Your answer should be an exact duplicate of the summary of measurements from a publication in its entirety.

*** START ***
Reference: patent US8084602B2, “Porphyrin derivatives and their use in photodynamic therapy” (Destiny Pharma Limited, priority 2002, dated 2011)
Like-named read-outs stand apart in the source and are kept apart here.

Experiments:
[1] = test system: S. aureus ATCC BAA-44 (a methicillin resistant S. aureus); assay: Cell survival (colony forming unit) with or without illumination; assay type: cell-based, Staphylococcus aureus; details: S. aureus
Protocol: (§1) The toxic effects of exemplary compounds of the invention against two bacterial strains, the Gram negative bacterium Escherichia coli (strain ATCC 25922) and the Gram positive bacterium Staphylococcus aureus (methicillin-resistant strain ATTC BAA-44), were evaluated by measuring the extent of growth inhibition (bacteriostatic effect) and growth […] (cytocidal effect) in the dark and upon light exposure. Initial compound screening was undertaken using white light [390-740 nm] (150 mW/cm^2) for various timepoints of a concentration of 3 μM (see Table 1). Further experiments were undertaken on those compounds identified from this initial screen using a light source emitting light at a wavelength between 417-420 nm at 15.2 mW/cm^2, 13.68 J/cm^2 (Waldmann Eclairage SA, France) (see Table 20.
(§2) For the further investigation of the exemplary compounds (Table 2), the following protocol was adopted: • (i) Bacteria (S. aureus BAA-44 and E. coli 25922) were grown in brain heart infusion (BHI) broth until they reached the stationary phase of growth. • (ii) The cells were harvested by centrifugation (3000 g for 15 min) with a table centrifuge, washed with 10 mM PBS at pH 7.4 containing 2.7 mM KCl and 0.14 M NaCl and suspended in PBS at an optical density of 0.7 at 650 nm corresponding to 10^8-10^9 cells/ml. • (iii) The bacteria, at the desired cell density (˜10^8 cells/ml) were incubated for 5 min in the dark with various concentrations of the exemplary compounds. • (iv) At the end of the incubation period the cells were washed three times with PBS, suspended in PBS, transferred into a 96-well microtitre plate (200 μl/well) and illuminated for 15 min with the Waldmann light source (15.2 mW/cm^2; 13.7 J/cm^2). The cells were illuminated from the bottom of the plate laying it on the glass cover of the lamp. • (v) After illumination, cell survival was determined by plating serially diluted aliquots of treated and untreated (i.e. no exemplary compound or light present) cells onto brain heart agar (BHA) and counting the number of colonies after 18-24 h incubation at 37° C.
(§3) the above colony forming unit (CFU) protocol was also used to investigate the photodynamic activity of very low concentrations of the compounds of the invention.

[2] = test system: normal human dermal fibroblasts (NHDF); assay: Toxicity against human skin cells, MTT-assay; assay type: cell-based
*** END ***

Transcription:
Reference: patent US8084602B2, “Porphyrin derivatives and their use in photodynamic therapy” (Destiny Pharma Limited, priority 2002, dated 2011)
Like-named read-outs stand apart in the source and are kept apart here.

Experiments:
[1] = test system: S. aureus ATCC BAA-44 (a methicillin resistant S. aureus); assay: Cell survival (colony forming unit) with or without illumination; assay type: cell-based, Staphylococcus aureus; details: S. aureus
Protocol: (§1) The toxic effects of exemplary compounds of the invention against two bacterial strains, the Gram negative bacterium Escherichia coli (strain ATCC 25922) and the Gram positive bacterium Staphylococcus aureus (methicillin-resistant strain ATTC BAA-44), were evaluated by measuring the extent of growth inhibition (bacteriostatic effect) and growth […] (cytocidal effect) in the dark and upon light exposure. Initial compound screening was undertaken using white light [390-740 nm] (150 mW/cm^2) for various timepoints of a concentration of 3 μM (see Table 1). Further experiments were undertaken on those compounds identified from this initial screen using a light source emitting light at a wavelength between 417-420 nm at 15.2 mW/cm^2, 13.68 J/cm^2 (Waldmann Eclairage SA, France) (see Table 20.
(§2) For the further investigation of the exemplary compounds (Table 2), the following protocol was adopted: • (i) Bacteria (S. aureus BAA-44 and E. coli 25922) were grown in brain heart infusion (BHI) broth until they reached the stationary phase of growth. • (ii) The cells were harvested by centrifugation (3000 g for 15 min) with a table centrifuge, washed with 10 mM PBS at pH 7.4 containing 2.7 mM KCl and 0.14 M NaCl and suspended in PBS at an optical density of 0.7 at 650 nm corresponding to 10^8-10^9 cells/ml. • (iii) The bacteria, at the desired cell density (˜10^8 cells/ml) were incubated for 5 min in the dark with various concentrations of the exemplary compounds. • (iv) At the end of the incubation period the cells were washed three times with PBS, suspended in PBS, transferred into a 96-well microtitre plate (200 μl/well) and illuminated for 15 min with the Waldmann light source (15.2 mW/cm^2; 13.7 J/cm^2). The cells were illuminated from the bottom of the plate laying it on the glass cover of the lamp. • (v) After illumination, cell survival was determined by plating serially diluted aliquots of treated and untreated (i.e. no exemplary compound or light present) cells onto brain heart agar (BHA) and counting the number of colonies after 18-24 h incubation at 37° C.
(§3) the above colony forming unit (CFU) protocol was also used to investigate the photodynamic activity of very low concentrations of the compounds of the invention.

[2] = test system: normal human dermal fibroblasts (NHDF); assay: Toxicity against human skin cells, MTT-assay; assay type: cell-based